2. Quantify adaptive genetic variation in experimental populations
3. Translate research findings into guidance for management and restoration
The ‘Boom and Bust’ (masting) patterns of acorn production have significant economic impacts: it results in an unreliable annual supply of well-adapted and high-quality acorns to forestry, while there is a high demand every year. Shortages are problematic since recalcitrant seeds cannot easily be stored, imported seeds may be of an unsuitable provenance and pose biosecurity risks. The aim of this doctoral research is to investigate the highly variable acorn production by native oak in the UK, so as to inform seed supply industry and seed stand management.
It will aim to answer the questions:
1. What is the (historic pattern) of masting and mean acorn production in the UK at the seed zone level?
2. When, and at what phenological stage is seed development currently halted (i.e. what are the premature abscission rates at each phenological stage)?
Whilst current approaches to the use of wood are highly optimised and integrated, novel technologies can be developed that further improve the efficiency of use of all the possible product streams. The current use of LIGNIN derived from wood is to burn it and this represents an inefficient use of this potentially valuable resource. It is desirable to convert wood into a set of product streams that can be used for several different applications.
One of these streams should be a high quality Lignin, whilst other streams should contain cellulose and hemicellulose-derived sugars. Current methods of isolating high quality lignin from (i) Sitka spruce and (ii) mixtures of soft and hardwoods can be improved. After isolation from the wood, it will be advantageous to purify (fractionate) the Lignin before attempts are made to convert it to feedstock chemicals. The proposed programme of work builds on these assumptions.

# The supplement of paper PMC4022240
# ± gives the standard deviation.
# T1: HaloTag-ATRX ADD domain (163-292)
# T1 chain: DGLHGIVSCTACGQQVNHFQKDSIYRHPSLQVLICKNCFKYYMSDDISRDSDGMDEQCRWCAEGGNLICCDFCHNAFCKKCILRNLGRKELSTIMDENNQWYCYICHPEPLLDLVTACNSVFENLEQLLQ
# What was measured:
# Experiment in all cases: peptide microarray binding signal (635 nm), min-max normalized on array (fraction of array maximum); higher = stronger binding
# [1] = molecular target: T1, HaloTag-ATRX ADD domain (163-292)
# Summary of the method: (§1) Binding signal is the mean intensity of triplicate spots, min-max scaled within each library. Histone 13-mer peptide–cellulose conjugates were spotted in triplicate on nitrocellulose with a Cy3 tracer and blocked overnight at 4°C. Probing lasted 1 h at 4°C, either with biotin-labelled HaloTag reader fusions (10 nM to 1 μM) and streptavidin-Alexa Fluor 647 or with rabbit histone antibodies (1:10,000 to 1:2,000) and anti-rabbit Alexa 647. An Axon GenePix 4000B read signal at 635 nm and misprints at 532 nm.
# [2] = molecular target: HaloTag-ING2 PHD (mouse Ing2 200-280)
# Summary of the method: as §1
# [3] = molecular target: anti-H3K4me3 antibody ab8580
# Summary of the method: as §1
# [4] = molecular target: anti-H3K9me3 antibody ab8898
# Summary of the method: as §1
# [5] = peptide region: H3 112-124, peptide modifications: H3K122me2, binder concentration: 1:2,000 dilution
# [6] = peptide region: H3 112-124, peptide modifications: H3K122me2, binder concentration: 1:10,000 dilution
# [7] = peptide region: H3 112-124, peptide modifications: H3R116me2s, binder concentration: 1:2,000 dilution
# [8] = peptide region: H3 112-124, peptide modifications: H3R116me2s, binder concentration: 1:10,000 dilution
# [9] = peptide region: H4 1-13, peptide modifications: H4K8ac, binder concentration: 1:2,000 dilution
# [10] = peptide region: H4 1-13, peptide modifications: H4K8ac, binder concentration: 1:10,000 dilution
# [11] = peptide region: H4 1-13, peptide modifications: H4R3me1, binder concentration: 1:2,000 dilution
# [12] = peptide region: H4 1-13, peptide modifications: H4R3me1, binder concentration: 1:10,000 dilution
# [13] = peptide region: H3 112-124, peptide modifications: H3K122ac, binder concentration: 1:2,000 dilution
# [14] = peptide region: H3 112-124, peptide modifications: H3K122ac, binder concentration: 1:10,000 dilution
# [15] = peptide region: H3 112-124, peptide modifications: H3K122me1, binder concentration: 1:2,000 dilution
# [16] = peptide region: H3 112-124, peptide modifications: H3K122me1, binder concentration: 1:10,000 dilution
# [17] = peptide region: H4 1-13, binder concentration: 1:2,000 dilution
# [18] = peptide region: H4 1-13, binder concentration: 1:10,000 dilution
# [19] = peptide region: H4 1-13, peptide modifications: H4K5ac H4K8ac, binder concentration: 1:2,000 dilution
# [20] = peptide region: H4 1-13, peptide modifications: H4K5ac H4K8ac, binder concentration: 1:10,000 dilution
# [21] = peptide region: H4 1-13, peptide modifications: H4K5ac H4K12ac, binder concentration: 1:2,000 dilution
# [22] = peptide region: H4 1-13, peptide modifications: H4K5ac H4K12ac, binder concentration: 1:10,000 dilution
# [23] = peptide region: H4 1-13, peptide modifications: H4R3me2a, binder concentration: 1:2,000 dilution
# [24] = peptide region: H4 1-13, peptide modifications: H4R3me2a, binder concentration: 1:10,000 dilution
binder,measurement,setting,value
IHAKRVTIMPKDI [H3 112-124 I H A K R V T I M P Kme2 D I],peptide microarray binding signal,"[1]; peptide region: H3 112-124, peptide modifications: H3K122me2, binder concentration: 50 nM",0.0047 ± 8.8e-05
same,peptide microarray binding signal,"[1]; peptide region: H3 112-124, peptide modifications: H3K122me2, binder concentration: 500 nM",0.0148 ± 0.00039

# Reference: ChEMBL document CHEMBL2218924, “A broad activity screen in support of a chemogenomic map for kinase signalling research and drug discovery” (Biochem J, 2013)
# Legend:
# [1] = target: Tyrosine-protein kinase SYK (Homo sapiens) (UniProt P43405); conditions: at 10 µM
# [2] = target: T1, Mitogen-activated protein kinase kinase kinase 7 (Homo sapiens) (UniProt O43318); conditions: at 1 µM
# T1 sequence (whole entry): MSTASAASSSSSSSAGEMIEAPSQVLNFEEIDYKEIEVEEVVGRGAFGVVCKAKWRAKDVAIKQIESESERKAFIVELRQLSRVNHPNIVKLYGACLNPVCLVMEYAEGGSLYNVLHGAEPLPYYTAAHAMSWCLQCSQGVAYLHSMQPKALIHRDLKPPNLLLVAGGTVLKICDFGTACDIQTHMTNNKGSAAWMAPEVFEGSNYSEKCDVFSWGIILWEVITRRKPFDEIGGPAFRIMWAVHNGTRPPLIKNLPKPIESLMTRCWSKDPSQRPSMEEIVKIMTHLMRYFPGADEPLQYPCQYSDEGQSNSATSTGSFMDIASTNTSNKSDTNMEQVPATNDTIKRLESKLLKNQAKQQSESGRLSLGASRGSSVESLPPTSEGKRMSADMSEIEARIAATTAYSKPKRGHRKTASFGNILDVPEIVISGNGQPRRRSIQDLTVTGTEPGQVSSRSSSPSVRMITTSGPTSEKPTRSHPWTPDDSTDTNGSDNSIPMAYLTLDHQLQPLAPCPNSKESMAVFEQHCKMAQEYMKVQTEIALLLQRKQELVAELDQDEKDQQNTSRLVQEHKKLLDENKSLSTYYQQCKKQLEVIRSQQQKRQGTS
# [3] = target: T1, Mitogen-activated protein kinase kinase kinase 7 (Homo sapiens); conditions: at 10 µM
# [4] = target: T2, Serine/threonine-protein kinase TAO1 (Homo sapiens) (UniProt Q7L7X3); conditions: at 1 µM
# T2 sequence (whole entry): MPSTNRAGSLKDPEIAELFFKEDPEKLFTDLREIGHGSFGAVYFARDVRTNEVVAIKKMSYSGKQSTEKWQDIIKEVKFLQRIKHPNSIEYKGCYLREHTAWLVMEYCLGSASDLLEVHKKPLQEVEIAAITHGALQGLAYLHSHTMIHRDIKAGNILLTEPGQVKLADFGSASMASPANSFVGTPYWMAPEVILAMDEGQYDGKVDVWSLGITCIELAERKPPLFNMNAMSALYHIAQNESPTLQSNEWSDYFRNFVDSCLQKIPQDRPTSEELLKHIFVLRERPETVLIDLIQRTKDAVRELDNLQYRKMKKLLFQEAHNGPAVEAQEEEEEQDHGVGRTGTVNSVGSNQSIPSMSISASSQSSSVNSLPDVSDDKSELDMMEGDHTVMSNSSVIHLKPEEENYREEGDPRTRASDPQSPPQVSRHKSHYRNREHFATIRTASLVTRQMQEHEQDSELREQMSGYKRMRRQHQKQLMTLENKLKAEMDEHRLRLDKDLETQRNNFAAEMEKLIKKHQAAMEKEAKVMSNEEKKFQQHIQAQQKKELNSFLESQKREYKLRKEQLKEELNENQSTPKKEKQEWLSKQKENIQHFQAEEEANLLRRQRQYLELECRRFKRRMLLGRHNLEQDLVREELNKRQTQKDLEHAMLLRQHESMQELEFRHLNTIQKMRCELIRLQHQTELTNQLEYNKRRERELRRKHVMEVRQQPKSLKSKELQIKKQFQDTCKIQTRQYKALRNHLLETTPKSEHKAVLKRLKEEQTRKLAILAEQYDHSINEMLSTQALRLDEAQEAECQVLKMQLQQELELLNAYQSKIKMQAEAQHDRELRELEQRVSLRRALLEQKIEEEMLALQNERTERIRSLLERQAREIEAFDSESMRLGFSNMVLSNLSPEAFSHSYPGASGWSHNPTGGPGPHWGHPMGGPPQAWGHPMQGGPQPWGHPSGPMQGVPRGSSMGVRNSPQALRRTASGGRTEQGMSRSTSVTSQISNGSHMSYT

Eighty-percent of the UK population live in towns and cities. Urban trees provide numerous benefits to urban society, including air pollution removal, building energy conservation, urban climate regulation, and access to nature. Urban tree managers and government agencies are interested in assessing the magnitude and socially equitable distribution of urban tree benefit delivery, and building resilience under a changing climate. However, a national picture of urban forest cover, composition and quality does not exist. At the city scale, such information is occasionally available through local uptake of “i-Tree” tools.